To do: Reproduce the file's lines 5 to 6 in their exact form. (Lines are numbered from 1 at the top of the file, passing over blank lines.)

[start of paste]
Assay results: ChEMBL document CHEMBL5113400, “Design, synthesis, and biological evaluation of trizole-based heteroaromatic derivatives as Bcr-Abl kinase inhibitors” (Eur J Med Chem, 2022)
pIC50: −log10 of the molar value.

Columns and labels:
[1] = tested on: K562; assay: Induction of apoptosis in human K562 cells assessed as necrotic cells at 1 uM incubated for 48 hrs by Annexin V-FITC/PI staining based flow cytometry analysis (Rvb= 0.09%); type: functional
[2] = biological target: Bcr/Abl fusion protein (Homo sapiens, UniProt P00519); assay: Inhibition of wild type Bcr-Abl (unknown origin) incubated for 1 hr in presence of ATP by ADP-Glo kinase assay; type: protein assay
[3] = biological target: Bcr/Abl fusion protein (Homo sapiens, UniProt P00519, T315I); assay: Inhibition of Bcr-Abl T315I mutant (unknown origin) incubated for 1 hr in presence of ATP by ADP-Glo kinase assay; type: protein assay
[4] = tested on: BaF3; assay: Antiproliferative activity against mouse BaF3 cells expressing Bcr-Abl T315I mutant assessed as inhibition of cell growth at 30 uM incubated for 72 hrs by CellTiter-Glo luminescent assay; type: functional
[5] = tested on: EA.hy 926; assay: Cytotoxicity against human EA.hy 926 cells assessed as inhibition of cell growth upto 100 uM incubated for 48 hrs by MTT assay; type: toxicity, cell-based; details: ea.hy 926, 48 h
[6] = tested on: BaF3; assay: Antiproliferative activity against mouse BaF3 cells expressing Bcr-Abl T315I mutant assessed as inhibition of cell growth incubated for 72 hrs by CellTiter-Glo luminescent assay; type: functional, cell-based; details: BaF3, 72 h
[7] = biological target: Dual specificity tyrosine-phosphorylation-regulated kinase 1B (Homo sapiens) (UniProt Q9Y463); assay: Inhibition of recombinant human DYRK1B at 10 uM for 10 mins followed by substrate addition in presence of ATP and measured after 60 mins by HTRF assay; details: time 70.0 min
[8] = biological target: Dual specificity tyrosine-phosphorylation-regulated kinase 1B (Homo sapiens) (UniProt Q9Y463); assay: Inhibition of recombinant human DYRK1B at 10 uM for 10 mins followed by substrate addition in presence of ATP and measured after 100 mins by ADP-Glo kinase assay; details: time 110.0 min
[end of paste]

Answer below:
[2] = biological target: Bcr/Abl fusion protein (Homo sapiens, UniProt P00519); assay: Inhibition of wild type Bcr-Abl (unknown origin) incubated for 1 hr in presence of ATP by ADP-Glo kinase assay; type: protein assay
[3] = biological target: Bcr/Abl fusion protein (Homo sapiens, UniProt P00519, T315I); assay: Inhibition of Bcr-Abl T315I mutant (unknown origin) incubated for 1 hr in presence of ATP by ADP-Glo kinase assay; type: protein assay